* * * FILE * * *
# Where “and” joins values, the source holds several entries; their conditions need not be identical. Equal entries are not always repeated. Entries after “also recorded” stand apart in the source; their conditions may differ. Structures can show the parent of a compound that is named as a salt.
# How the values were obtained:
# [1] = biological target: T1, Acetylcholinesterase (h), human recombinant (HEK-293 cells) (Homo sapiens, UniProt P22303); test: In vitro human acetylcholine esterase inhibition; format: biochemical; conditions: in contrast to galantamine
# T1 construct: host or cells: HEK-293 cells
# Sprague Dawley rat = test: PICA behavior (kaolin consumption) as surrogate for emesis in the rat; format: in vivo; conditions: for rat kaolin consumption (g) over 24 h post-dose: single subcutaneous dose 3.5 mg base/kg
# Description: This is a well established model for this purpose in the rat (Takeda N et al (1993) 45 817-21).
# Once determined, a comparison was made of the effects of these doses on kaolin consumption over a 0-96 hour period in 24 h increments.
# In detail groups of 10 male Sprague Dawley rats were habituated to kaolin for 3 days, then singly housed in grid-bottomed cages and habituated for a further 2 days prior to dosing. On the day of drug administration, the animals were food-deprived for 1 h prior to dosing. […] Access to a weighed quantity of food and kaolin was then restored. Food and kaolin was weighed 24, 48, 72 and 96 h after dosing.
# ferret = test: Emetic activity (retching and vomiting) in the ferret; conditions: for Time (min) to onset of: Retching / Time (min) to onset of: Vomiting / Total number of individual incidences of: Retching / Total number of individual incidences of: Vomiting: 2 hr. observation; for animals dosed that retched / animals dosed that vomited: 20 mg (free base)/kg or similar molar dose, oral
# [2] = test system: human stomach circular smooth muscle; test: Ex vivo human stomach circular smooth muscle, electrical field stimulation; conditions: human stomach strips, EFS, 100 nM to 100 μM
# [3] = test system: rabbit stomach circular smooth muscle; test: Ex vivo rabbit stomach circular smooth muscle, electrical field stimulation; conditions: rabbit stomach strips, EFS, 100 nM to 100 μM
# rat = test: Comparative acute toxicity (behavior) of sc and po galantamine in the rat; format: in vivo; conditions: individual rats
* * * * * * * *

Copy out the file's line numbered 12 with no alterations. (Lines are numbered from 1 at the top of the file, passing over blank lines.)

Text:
# rat = test: Comparative acute toxicity (behavior) of sc and po galantamine in the rat; format: in vivo; conditions: individual rats